Now, reference should be had to FIG. 3. A read amplitier 1 serves to amplify the read-out signals from a magnetic head (not shown). A positive peak detector 21 and a negative peak detector 22 receive an output from the read amplifier 1 and detect respectively positive and negative peaks of the output signal on the basis of a predetermined constant threshold level. An OR gate 20 receives the positive and the negative pulses from the positive and the negative peak detectors 21 and 22 and delivers an output to the set terminal S of a flip-flop 31. The terminal J of the flip-flop 31 is grounded while the terminal K is connected with a constant voltage VCC. As seen from FIG. 2, the flip-flop 31 is set by the leading edge of each positive peak pulse or negative peak pulse and reset by the trailing edge of each read clock pulse RC. The output of the flip-flop 31, i.e., a constant level signal, is transferred to a flipflop 32 simultaneously with the reset of the flip-flop 31. The flip-flop 32 has its terminals J and K connected respectively with the set output terminal 1 and the reset output terminal of the flip-flop 31. The flip-flop 32 is set by the trailing edge of the read clock pulse RC when the flip-flop 31 is in its set condition but is reset by the trailing edge of the read clock pulse RC when the flipflop 31 is in its reset condition. Due to the action of the flip-flop 32, the output data becomes NRZ data which is obtained by being inverted in response to the trailing edge of the read clock pulse RC, as seen from FIG. 2. In FIG. 2 is shown a negative peak pulse with dotted line, which corresponds to a peak falling short of the threshold level since the peak is somewhat leveled down due to the interference between the waveforms read out and which could not be detected, as described with FIG. 1. If the negative peak pulse represented in FIG. 2 by the dotted line is lost, the corresponding parts in the output waveforms of the flip-flops 31 and 32, indicated by dotted line. will be lost. Accordingly, a piece of information 1 drops out of the original data 0011100 so that a wrong data 0010100 will be reproduced. The present invention has been made just to solve this problem of such pulse drop-out.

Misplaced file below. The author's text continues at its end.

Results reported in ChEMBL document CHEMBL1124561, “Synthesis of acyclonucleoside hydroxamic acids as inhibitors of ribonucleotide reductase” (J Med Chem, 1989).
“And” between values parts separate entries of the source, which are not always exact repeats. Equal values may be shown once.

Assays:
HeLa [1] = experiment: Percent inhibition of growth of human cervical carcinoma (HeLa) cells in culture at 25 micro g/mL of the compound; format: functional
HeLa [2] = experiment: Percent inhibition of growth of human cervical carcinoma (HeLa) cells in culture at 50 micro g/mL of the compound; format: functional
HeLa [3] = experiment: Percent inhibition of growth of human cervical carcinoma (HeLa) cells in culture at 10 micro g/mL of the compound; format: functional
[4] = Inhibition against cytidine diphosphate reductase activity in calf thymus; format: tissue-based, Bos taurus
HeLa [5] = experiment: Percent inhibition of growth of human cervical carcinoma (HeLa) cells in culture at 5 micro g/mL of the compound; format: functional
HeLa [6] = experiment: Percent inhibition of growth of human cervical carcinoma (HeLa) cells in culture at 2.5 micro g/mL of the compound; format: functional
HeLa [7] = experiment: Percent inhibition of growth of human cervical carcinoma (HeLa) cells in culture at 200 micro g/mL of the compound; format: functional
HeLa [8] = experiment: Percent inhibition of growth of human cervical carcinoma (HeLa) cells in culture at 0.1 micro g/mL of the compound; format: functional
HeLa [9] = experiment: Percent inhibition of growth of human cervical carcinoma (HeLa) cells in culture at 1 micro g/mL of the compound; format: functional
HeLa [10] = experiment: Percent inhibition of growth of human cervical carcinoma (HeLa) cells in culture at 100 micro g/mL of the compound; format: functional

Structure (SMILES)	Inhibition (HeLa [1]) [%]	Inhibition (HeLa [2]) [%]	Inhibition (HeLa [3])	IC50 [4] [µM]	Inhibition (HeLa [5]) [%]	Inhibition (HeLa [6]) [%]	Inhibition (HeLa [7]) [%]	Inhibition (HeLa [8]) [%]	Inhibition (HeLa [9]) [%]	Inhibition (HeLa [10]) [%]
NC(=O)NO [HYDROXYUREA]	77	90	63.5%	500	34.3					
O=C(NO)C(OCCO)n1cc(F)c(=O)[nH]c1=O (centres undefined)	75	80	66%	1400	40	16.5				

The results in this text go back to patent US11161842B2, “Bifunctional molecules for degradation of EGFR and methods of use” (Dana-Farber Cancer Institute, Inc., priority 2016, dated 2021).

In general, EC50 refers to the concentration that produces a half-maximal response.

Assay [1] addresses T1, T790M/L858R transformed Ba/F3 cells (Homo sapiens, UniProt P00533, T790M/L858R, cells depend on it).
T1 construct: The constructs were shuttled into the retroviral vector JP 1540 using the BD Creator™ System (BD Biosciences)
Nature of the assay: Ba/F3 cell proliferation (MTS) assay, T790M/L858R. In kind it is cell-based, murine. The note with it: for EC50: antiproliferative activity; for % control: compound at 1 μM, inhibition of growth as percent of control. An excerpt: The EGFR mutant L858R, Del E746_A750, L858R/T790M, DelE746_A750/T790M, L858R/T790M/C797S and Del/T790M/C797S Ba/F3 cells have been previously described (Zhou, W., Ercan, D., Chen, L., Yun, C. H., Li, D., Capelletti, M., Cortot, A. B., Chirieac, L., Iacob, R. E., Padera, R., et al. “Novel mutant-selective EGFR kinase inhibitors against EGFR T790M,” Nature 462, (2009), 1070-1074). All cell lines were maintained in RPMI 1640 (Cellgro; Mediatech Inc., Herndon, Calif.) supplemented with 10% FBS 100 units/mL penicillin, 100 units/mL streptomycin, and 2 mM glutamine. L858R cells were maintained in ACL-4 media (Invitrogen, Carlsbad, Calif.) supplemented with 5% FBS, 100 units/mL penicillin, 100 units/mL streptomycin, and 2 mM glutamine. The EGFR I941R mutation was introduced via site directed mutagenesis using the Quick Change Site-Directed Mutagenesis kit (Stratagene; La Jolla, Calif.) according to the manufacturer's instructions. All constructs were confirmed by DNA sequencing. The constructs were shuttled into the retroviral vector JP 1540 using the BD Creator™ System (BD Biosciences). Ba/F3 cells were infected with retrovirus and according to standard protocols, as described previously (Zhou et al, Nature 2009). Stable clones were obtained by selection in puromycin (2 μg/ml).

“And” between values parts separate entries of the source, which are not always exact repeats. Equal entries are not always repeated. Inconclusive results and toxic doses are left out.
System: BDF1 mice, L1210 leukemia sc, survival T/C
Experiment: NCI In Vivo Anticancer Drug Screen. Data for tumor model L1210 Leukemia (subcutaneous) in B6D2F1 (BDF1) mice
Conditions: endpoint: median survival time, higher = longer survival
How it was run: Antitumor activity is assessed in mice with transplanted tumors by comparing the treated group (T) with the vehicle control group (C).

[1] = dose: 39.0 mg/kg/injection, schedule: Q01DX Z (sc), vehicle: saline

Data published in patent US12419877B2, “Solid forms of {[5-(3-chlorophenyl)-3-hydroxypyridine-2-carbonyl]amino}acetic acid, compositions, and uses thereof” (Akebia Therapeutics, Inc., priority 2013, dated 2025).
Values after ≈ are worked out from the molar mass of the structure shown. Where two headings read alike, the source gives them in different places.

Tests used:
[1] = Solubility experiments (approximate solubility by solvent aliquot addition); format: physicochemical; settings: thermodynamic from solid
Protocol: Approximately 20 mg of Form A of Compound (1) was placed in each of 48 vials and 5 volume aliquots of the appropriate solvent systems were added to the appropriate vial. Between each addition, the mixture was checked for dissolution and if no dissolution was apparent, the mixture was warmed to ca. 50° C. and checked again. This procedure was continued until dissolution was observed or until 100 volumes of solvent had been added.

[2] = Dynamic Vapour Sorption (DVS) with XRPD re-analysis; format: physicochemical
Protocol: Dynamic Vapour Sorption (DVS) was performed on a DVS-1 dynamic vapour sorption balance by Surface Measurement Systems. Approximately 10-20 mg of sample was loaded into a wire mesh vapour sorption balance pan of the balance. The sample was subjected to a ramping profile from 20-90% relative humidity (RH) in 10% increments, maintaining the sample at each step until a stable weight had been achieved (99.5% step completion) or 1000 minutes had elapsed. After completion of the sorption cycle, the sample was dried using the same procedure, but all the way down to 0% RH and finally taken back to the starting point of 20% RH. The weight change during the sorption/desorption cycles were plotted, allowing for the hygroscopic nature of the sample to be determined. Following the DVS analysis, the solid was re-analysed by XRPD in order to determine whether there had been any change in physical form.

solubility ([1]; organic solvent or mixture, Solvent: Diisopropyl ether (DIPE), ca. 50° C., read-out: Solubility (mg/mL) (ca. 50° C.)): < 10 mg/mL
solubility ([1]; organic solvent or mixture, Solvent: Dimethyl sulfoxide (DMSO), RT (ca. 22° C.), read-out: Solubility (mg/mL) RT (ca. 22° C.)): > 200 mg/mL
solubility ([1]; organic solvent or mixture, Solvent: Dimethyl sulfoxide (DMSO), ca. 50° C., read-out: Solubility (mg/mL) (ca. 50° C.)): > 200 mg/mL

Before the description of a circuit shown in FIG. 4, the principle of the present invention will be explained with the aid of the waveforms in FIG. 5.